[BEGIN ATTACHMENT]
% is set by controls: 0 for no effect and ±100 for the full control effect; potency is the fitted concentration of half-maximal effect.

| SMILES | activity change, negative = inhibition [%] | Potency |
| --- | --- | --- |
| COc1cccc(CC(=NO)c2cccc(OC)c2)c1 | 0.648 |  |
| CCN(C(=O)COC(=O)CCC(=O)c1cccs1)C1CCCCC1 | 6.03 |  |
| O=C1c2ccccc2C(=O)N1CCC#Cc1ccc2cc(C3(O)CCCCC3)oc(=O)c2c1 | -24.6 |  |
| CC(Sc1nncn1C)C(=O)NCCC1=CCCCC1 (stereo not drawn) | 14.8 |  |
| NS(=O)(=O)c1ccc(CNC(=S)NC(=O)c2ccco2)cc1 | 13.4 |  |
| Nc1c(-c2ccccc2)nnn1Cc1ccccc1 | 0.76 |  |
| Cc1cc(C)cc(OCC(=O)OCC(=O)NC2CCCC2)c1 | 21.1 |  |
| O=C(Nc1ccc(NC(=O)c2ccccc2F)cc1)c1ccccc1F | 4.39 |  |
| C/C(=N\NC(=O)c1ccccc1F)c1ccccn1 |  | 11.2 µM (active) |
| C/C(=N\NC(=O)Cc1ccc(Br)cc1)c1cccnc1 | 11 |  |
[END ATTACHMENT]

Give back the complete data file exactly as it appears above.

% is set by controls: 0 for no effect and ±100 for the full control effect; potency is the fitted concentration of half-maximal effect.

| SMILES | activity change, negative = inhibition [%] | Potency |
| --- | --- | --- |
| COc1cccc(CC(=NO)c2cccc(OC)c2)c1 | 0.648 |  |
| CCN(C(=O)COC(=O)CCC(=O)c1cccs1)C1CCCCC1 | 6.03 |  |
| O=C1c2ccccc2C(=O)N1CCC#Cc1ccc2cc(C3(O)CCCCC3)oc(=O)c2c1 | -24.6 |  |
| CC(Sc1nncn1C)C(=O)NCCC1=CCCCC1 (stereo not drawn) | 14.8 |  |
| NS(=O)(=O)c1ccc(CNC(=S)NC(=O)c2ccco2)cc1 | 13.4 |  |
| Nc1c(-c2ccccc2)nnn1Cc1ccccc1 | 0.76 |  |
| Cc1cc(C)cc(OCC(=O)OCC(=O)NC2CCCC2)c1 | 21.1 |  |
| O=C(Nc1ccc(NC(=O)c2ccccc2F)cc1)c1ccccc1F | 4.39 |  |
| C/C(=N\NC(=O)c1ccccc1F)c1ccccn1 |  | 11.2 µM (active) |
| C/C(=N\NC(=O)Cc1ccc(Br)cc1)c1cccnc1 | 11 |  |